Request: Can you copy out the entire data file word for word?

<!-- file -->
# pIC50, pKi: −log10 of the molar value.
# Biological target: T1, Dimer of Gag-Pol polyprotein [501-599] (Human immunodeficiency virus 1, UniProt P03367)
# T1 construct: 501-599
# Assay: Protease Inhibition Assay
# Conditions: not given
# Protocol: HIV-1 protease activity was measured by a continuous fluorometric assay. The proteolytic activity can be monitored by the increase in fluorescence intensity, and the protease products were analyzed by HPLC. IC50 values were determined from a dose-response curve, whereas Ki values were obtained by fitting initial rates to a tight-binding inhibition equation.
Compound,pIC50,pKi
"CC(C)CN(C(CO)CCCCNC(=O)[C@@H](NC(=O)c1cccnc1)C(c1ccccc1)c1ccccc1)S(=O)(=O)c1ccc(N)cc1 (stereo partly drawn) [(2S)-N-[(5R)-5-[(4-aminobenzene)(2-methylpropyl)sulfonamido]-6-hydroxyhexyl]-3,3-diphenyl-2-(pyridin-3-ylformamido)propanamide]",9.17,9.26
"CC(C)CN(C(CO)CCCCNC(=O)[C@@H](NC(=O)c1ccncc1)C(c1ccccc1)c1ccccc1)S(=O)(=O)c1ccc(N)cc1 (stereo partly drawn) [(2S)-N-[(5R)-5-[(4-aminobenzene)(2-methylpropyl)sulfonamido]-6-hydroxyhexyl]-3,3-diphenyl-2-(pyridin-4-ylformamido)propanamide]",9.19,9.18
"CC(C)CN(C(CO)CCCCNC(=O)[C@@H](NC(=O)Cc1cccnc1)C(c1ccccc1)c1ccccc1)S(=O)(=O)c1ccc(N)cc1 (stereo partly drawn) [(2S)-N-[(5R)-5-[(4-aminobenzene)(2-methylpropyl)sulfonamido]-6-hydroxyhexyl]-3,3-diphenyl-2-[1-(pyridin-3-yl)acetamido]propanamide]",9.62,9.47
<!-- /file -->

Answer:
# pIC50, pKi: −log10 of the molar value.
# Biological target: T1, Dimer of Gag-Pol polyprotein [501-599] (Human immunodeficiency virus 1, UniProt P03367)
# T1 construct: 501-599
# Assay: Protease Inhibition Assay
# Conditions: not given
# Protocol: HIV-1 protease activity was measured by a continuous fluorometric assay. The proteolytic activity can be monitored by the increase in fluorescence intensity, and the protease products were analyzed by HPLC. IC50 values were determined from a dose-response curve, whereas Ki values were obtained by fitting initial rates to a tight-binding inhibition equation.
Compound,pIC50,pKi
"CC(C)CN(C(CO)CCCCNC(=O)[C@@H](NC(=O)c1cccnc1)C(c1ccccc1)c1ccccc1)S(=O)(=O)c1ccc(N)cc1 (stereo partly drawn) [(2S)-N-[(5R)-5-[(4-aminobenzene)(2-methylpropyl)sulfonamido]-6-hydroxyhexyl]-3,3-diphenyl-2-(pyridin-3-ylformamido)propanamide]",9.17,9.26
"CC(C)CN(C(CO)CCCCNC(=O)[C@@H](NC(=O)c1ccncc1)C(c1ccccc1)c1ccccc1)S(=O)(=O)c1ccc(N)cc1 (stereo partly drawn) [(2S)-N-[(5R)-5-[(4-aminobenzene)(2-methylpropyl)sulfonamido]-6-hydroxyhexyl]-3,3-diphenyl-2-(pyridin-4-ylformamido)propanamide]",9.19,9.18
"CC(C)CN(C(CO)CCCCNC(=O)[C@@H](NC(=O)Cc1cccnc1)C(c1ccccc1)c1ccccc1)S(=O)(=O)c1ccc(N)cc1 (stereo partly drawn) [(2S)-N-[(5R)-5-[(4-aminobenzene)(2-methylpropyl)sulfonamido]-6-hydroxyhexyl]-3,3-diphenyl-2-[1-(pyridin-3-yl)acetamido]propanamide]",9.62,9.47